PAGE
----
So, maybe you’re still not convinced that studying philosophy is worth your time. Why, you might wonder, should I, in this world FULL of things battling for my attention from all sides – why should I take the time to worry about whether the mind is identical to the brain, what “beauty” really is or what “good” is, and where it all comes from – what effect do these questions really have on my daily life? Why should I waste my time worrying about the existential anxieties and neurotic preoccupations with language of so many dead people?
You’re not wrong to wonder this. And you’re right, in some ways, that philosophy may not get you any “further” in life, it might not advance your career or win you friends, but what it can do, without question, is teach you how to think – to REALLY think – about hard questions, and to think critically about them.
There are a lot of things in modern life, or “late capitalist society” as some philosophers would call it, that we’re asked to simply ignore, or take for granted. Obviously, there’s a lot that could be said about politics on this point, but even putting politics aside, there are innumerable things in life that we’re asked to accept as real, that are only real because we ascribe value to them. Money. Status. Hierarchy. Awards. Even – get this – your college degree, means nothing if not for the people who decide to agree that it’s meaningful. These things are presented to us as a game, and to opt out of the game, unless you’re very lucky and have a support structure in place that can catch you, is to be pushed to the margins of society and forgotten.
“Philosophy is a battle against the
bewitchment of our intelligence
by means of language.”
Ludwig Wittgenstein, Philosophical Investigations
I know it’s dark, but it’s true. And if you don’t take the time to step out of the matrix for long enough to question the things you’re expected to accept as necessary parts of human life, you may find yourself fifty years down the line never having made a decision that was truly your own in all those years.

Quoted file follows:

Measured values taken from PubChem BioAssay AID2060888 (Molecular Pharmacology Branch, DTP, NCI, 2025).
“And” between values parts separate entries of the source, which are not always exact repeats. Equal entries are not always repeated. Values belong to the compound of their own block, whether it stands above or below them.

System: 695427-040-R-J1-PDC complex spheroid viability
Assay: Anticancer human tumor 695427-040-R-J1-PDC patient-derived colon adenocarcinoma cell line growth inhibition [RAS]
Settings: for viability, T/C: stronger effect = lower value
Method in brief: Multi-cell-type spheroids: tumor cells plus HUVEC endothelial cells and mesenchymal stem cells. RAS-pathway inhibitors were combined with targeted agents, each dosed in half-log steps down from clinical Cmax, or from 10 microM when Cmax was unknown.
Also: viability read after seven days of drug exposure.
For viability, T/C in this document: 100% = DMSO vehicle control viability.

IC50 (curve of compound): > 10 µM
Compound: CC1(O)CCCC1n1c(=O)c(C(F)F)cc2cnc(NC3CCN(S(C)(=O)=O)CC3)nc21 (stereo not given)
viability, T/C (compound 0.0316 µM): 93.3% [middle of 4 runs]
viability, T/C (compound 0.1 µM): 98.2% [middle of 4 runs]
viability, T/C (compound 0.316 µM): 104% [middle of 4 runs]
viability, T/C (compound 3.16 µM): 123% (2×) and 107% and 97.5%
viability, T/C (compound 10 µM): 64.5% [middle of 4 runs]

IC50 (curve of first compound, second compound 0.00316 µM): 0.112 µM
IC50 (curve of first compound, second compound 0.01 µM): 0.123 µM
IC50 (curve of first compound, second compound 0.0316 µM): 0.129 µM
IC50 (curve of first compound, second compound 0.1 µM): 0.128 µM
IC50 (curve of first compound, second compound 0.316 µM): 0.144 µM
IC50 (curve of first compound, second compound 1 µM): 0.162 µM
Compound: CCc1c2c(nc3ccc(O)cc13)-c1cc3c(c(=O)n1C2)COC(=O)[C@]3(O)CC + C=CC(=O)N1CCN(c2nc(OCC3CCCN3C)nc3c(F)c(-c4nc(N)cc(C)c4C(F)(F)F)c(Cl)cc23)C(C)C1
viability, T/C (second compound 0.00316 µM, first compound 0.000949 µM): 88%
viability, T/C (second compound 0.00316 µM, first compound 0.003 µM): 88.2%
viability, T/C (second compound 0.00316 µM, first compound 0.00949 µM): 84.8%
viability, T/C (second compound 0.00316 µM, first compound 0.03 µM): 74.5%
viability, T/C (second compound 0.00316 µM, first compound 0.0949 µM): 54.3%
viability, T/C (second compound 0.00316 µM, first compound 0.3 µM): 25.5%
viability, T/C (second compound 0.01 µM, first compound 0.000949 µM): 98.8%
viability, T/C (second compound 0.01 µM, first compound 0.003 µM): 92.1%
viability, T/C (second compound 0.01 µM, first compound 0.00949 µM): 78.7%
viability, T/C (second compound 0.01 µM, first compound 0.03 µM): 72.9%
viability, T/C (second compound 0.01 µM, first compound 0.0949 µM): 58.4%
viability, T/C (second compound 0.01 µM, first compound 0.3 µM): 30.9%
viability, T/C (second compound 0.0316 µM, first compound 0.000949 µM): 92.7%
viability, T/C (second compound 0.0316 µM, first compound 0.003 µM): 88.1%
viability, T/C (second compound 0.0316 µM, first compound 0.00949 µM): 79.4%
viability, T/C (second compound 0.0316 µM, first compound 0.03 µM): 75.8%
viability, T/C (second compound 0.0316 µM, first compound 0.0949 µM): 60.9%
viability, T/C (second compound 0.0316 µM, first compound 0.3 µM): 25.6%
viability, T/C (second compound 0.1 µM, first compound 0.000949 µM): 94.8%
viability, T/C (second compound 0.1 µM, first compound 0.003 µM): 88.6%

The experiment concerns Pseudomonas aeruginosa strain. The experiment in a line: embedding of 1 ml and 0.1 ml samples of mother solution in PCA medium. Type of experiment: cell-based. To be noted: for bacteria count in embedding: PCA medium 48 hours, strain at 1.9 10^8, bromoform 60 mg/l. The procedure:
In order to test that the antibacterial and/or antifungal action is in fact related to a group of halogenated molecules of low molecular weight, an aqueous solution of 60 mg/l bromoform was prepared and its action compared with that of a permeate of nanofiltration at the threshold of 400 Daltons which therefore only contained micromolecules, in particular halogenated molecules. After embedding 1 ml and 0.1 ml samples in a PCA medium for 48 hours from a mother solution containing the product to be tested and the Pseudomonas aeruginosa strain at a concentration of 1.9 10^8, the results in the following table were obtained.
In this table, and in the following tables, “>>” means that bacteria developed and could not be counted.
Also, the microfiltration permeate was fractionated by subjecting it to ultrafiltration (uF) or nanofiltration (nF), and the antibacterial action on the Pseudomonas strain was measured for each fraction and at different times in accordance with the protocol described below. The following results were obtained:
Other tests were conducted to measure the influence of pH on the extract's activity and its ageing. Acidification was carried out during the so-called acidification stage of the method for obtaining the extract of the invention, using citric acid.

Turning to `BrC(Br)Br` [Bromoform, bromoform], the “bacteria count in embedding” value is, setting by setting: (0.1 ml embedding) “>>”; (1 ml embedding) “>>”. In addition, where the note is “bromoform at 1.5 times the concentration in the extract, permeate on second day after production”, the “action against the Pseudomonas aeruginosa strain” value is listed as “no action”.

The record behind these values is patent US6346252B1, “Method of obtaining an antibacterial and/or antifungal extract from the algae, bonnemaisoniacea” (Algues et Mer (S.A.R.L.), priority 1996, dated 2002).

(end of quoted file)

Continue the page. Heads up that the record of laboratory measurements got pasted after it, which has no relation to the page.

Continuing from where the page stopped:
I don’t say this to scare you (okay, maybe a little) – but to point out that the true value of philosophy is that unlike the games I mentioned above, philosophy actually is an inescapable part of life. Just by living, you’re making philosophical assumptions and assertions. Unless you live under a rock, you’ll face philosophical dilemmas of all kinds, no matter what your walk of life – even the decision of what career path you’ll follow is a decision that will require you to make philosophical judgments about what is good and valuable to society, and what you, on a deep-down level, want out of life.
Are we really here just to make money, to survive, to procreate, and then die? Or are you willing to take a Kierkegaardian “leap of faith” into the unknown to find out what else you might be capable of in art, music, or whatever your passion project happens to be? You get to decide what kind of person you want to be and what kind of impact you want to have on the world, and without the lens of philosophy to show us how to think critically about such choices, in many ways, you’re out at sea without a paddle, so to speak.